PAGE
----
70% of School Shooters Perpetuated Violence Against Women, Lehigh Study Finds

The Lehigh University study analyzed the profiles of 59 boys and men who carried out school shootings between 1966 and 2018.

70% of School Shooters Perpetuated Violence Against Women, Lehigh Study Finds

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A new study from Lehigh University found a strong link between school shooters and their propensity for violence against women.

The study, published in the journal Psychology of Men & Masculinities, analyzed the profiles of 59 boys and men who carried out school shootings between 1966 and 2018 to determine the prevalence of violence against women in their histories. The profiles were pulled from a school shooter database compiled by Peter Langman, a researcher, author, expert on the psychology of school shooters, and a co-author of the report.

According to the findings, 70% of the school shooters had perpetrated violence against women, including intimate partner violence and sexual assault, before or during their attacks.

Nicole Johnson, associate professor of counseling psychology at Lehigh’s College of Education and lead author of the study, said the findings add a layer of understanding about the attitudes and behaviors of those who perpetrate school violence and could help shape strategies to prevent future acts.

“These findings have many implications, including the importance of targeting policies and procedures that normalize violence and of taking victims of harassment and abuse seriously, prior to escalation,” Johnson said. “It demands that we attend to, and take seriously, these ‘smaller’ acts of violence that exist on the same spectrum as school shootings.”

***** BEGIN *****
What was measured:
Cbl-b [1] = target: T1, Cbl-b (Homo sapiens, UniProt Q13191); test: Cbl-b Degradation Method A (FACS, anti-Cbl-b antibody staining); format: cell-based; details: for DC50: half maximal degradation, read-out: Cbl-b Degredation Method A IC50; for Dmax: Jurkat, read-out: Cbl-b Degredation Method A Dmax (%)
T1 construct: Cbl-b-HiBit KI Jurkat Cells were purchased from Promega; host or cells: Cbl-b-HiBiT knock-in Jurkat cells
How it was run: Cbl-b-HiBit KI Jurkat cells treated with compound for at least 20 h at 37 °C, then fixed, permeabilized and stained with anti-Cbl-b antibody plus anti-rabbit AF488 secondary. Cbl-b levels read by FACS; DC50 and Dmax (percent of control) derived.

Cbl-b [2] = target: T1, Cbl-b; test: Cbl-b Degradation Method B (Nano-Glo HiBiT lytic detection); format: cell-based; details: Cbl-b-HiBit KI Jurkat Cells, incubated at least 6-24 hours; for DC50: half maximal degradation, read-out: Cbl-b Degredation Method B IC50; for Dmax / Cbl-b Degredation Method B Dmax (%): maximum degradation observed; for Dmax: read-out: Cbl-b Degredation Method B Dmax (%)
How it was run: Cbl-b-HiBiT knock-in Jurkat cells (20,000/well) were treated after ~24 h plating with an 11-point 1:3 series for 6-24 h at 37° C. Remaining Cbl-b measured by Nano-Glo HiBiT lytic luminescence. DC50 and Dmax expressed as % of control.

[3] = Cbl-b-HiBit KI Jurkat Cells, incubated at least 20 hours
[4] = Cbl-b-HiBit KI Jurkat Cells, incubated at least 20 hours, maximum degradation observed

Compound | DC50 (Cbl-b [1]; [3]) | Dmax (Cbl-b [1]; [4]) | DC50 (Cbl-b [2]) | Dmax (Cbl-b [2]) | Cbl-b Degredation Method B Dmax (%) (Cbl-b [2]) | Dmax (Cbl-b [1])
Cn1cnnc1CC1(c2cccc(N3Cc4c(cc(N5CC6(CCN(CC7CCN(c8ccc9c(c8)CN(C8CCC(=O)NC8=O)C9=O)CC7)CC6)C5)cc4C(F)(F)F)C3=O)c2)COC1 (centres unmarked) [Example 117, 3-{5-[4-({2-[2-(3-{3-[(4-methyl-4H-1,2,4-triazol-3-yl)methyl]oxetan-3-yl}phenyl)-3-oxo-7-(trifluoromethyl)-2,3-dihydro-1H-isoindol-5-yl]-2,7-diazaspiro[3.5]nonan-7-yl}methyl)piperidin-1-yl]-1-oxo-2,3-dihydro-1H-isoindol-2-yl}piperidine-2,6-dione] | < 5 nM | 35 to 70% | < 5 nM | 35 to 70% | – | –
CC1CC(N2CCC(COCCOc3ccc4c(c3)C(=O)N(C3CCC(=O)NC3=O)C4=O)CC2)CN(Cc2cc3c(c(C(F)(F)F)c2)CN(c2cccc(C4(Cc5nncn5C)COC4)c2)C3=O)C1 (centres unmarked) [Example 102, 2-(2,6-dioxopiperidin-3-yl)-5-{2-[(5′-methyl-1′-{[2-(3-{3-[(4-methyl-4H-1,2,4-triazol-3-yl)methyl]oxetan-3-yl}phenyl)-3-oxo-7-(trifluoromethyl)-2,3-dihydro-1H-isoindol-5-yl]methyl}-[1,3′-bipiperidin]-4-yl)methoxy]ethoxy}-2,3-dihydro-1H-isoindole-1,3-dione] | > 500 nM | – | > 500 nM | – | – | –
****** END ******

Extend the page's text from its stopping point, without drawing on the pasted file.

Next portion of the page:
The researchers emphasized that while there is no specific formula for identifying and preventing school shootings, there are underlying factors, such as the normalization of violence and hegemonic masculinity (e.g., expectations of toughness, antifemininity, and status among men, as well as the failure to meet these expectations) that create environments in which school shootings might take place more easily. Approximately 89% to 97% of all mass violence is carried out by males.

“We made this relationship between VAW [violence against women] and school shootings visible in hopes that school administrators, teachers, parents and communities will do the same. All of these behaviors exist within a social-ecological reality that condones violence, hostility toward women, and enactment of hegemonic masculinity in harmful ways,” said Johnson. “Pay attention to violence against women—derogatory comments, expressed intent to harm girls and women, and direct verbal or physical harassment. Listen to girls and women when they say they feel unsafe.”

The study offers recommendations for responding to these factors both in and out of schools, including:

  • Schools should make a multi-tiered commitment to a school environment absent of violence normalization
  • Schools should take seriously the “smaller scale” acts of violence and harassment against women and girls as they occur
  • All people can commit to taking victims of harassment seriously
  • All people can notice and confront statements and behaviors that perpetuate hegemonic masculinity
  • All people can strive to make the environments around us at all levels less welcoming to violence

If you or someone you know is a victim of domestic violence or abuse, here are some resources:

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About the Author

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Amy is Campus Safety’s Executive Editor. Prior to joining the editorial team in 2017, she worked in both events and digital marketing.

Amy has many close relatives and friends who are teachers, motivating her to learn and share as much as she can about campus security. She has a minor in education and has worked with children in several capacities, further deepening her passion for keeping students safe.

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